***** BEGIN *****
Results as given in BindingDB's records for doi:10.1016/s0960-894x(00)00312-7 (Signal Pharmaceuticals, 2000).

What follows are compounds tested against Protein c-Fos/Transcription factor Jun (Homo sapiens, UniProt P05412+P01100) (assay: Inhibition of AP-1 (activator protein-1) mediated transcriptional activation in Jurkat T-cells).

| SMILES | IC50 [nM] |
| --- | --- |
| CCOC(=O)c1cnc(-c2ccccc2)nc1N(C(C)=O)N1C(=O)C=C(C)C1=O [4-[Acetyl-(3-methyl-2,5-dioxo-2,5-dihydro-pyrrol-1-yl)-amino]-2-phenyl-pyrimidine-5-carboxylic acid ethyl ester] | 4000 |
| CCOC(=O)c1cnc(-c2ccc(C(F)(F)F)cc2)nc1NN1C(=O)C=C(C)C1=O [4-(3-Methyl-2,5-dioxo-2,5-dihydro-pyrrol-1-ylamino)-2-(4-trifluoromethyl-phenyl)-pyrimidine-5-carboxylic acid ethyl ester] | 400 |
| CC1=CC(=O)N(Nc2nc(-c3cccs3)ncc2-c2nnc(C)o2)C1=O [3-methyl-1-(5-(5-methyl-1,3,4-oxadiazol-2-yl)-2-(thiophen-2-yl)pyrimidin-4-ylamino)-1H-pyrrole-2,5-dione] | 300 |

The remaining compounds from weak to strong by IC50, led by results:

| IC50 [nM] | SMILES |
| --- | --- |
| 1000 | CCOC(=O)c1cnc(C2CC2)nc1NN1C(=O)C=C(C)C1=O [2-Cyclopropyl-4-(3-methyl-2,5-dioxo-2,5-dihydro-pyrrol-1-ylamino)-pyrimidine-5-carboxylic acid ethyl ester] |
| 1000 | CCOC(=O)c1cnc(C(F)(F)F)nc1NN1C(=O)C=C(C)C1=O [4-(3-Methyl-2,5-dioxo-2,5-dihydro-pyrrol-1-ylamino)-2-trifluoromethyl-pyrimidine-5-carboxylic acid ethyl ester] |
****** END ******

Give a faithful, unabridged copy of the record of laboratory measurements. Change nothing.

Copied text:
Results as given in BindingDB's records for doi:10.1016/s0960-894x(00)00312-7 (Signal Pharmaceuticals, 2000).

What follows are compounds tested against Protein c-Fos/Transcription factor Jun (Homo sapiens, UniProt P05412+P01100) (assay: Inhibition of AP-1 (activator protein-1) mediated transcriptional activation in Jurkat T-cells).

| SMILES | IC50 [nM] |
| --- | --- |
| CCOC(=O)c1cnc(-c2ccccc2)nc1N(C(C)=O)N1C(=O)C=C(C)C1=O [4-[Acetyl-(3-methyl-2,5-dioxo-2,5-dihydro-pyrrol-1-yl)-amino]-2-phenyl-pyrimidine-5-carboxylic acid ethyl ester] | 4000 |
| CCOC(=O)c1cnc(-c2ccc(C(F)(F)F)cc2)nc1NN1C(=O)C=C(C)C1=O [4-(3-Methyl-2,5-dioxo-2,5-dihydro-pyrrol-1-ylamino)-2-(4-trifluoromethyl-phenyl)-pyrimidine-5-carboxylic acid ethyl ester] | 400 |
| CC1=CC(=O)N(Nc2nc(-c3cccs3)ncc2-c2nnc(C)o2)C1=O [3-methyl-1-(5-(5-methyl-1,3,4-oxadiazol-2-yl)-2-(thiophen-2-yl)pyrimidin-4-ylamino)-1H-pyrrole-2,5-dione] | 300 |

The remaining compounds from weak to strong by IC50, led by results:

| IC50 [nM] | SMILES |
| --- | --- |
| 1000 | CCOC(=O)c1cnc(C2CC2)nc1NN1C(=O)C=C(C)C1=O [2-Cyclopropyl-4-(3-methyl-2,5-dioxo-2,5-dihydro-pyrrol-1-ylamino)-pyrimidine-5-carboxylic acid ethyl ester] |
| 1000 | CCOC(=O)c1cnc(C(F)(F)F)nc1NN1C(=O)C=C(C)C1=O [4-(3-Methyl-2,5-dioxo-2,5-dihydro-pyrrol-1-ylamino)-2-trifluoromethyl-pyrimidine-5-carboxylic acid ethyl ester] |